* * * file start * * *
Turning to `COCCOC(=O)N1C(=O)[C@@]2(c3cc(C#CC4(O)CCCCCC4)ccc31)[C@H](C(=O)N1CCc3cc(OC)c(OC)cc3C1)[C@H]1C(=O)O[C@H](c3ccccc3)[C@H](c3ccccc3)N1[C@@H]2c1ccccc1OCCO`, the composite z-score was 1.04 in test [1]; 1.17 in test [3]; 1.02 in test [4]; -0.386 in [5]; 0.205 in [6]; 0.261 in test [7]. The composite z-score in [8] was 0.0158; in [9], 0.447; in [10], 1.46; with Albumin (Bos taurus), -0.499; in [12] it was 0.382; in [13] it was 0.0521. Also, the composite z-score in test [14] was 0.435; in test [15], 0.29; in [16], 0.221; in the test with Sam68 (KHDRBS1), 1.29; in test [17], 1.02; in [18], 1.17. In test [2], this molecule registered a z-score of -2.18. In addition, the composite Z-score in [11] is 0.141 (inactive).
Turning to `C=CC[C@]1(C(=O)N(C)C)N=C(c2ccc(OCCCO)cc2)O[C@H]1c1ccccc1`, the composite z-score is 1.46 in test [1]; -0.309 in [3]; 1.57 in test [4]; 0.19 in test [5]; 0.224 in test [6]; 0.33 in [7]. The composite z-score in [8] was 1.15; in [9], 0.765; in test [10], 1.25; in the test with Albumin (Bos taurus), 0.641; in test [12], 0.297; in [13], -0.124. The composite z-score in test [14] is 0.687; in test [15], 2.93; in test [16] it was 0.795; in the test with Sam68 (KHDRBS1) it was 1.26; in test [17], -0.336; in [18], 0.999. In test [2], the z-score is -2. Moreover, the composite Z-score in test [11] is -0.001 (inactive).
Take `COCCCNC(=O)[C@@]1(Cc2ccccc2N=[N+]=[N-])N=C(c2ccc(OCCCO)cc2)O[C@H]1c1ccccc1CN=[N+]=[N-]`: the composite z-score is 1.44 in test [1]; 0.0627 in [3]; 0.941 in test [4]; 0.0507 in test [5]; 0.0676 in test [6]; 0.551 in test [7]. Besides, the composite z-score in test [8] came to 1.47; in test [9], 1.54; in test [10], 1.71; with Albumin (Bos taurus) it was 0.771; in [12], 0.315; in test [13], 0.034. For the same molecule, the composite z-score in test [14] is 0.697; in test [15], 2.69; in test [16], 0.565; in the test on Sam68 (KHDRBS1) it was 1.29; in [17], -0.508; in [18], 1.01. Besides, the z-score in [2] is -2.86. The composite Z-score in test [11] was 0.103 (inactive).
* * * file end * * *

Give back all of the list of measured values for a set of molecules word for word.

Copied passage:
Turning to `COCCOC(=O)N1C(=O)[C@@]2(c3cc(C#CC4(O)CCCCCC4)ccc31)[C@H](C(=O)N1CCc3cc(OC)c(OC)cc3C1)[C@H]1C(=O)O[C@H](c3ccccc3)[C@H](c3ccccc3)N1[C@@H]2c1ccccc1OCCO`, the composite z-score was 1.04 in test [1]; 1.17 in test [3]; 1.02 in test [4]; -0.386 in [5]; 0.205 in [6]; 0.261 in test [7]. The composite z-score in [8] was 0.0158; in [9], 0.447; in [10], 1.46; with Albumin (Bos taurus), -0.499; in [12] it was 0.382; in [13] it was 0.0521. Also, the composite z-score in test [14] was 0.435; in test [15], 0.29; in [16], 0.221; in the test with Sam68 (KHDRBS1), 1.29; in test [17], 1.02; in [18], 1.17. In test [2], this molecule registered a z-score of -2.18. In addition, the composite Z-score in [11] is 0.141 (inactive).
Turning to `C=CC[C@]1(C(=O)N(C)C)N=C(c2ccc(OCCCO)cc2)O[C@H]1c1ccccc1`, the composite z-score is 1.46 in test [1]; -0.309 in [3]; 1.57 in test [4]; 0.19 in test [5]; 0.224 in test [6]; 0.33 in [7]. The composite z-score in [8] was 1.15; in [9], 0.765; in test [10], 1.25; in the test with Albumin (Bos taurus), 0.641; in test [12], 0.297; in [13], -0.124. The composite z-score in test [14] is 0.687; in test [15], 2.93; in test [16] it was 0.795; in the test with Sam68 (KHDRBS1) it was 1.26; in test [17], -0.336; in [18], 0.999. In test [2], the z-score is -2. Moreover, the composite Z-score in test [11] is -0.001 (inactive).
Take `COCCCNC(=O)[C@@]1(Cc2ccccc2N=[N+]=[N-])N=C(c2ccc(OCCCO)cc2)O[C@H]1c1ccccc1CN=[N+]=[N-]`: the composite z-score is 1.44 in test [1]; 0.0627 in [3]; 0.941 in test [4]; 0.0507 in test [5]; 0.0676 in test [6]; 0.551 in test [7]. Besides, the composite z-score in test [8] came to 1.47; in test [9], 1.54; in test [10], 1.71; with Albumin (Bos taurus) it was 0.771; in [12], 0.315; in test [13], 0.034. For the same molecule, the composite z-score in test [14] is 0.697; in test [15], 2.69; in test [16], 0.565; in the test on Sam68 (KHDRBS1) it was 1.29; in [17], -0.508; in [18], 1.01. Besides, the z-score in [2] is -2.86. The composite Z-score in test [11] was 0.103 (inactive).